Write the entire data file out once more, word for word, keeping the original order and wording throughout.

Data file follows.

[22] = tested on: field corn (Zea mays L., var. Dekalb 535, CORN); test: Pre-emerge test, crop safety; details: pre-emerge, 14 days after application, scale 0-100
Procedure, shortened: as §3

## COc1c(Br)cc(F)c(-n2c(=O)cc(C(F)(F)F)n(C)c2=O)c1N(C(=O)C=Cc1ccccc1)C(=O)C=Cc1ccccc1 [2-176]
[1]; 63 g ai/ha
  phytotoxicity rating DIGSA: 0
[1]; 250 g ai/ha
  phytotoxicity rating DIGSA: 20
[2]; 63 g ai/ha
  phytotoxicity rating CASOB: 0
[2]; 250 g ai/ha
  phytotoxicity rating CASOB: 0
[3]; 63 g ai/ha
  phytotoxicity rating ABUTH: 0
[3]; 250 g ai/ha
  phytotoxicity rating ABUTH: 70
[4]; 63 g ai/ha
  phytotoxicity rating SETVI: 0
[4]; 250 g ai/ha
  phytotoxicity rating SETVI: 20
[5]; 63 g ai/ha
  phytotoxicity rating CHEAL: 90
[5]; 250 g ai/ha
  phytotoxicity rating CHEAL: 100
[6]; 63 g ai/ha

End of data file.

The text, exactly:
[22] = tested on: field corn (Zea mays L., var. Dekalb 535, CORN); test: Pre-emerge test, crop safety; details: pre-emerge, 14 days after application, scale 0-100
Procedure, shortened: as §3

## COc1c(Br)cc(F)c(-n2c(=O)cc(C(F)(F)F)n(C)c2=O)c1N(C(=O)C=Cc1ccccc1)C(=O)C=Cc1ccccc1 [2-176]
[1]; 63 g ai/ha
  phytotoxicity rating DIGSA: 0
[1]; 250 g ai/ha
  phytotoxicity rating DIGSA: 20
[2]; 63 g ai/ha
  phytotoxicity rating CASOB: 0
[2]; 250 g ai/ha
  phytotoxicity rating CASOB: 0
[3]; 63 g ai/ha
  phytotoxicity rating ABUTH: 0
[3]; 250 g ai/ha
  phytotoxicity rating ABUTH: 70
[4]; 63 g ai/ha
  phytotoxicity rating SETVI: 0
[4]; 250 g ai/ha
  phytotoxicity rating SETVI: 20
[5]; 63 g ai/ha
  phytotoxicity rating CHEAL: 90
[5]; 250 g ai/ha
  phytotoxicity rating CHEAL: 100
[6]; 63 g ai/ha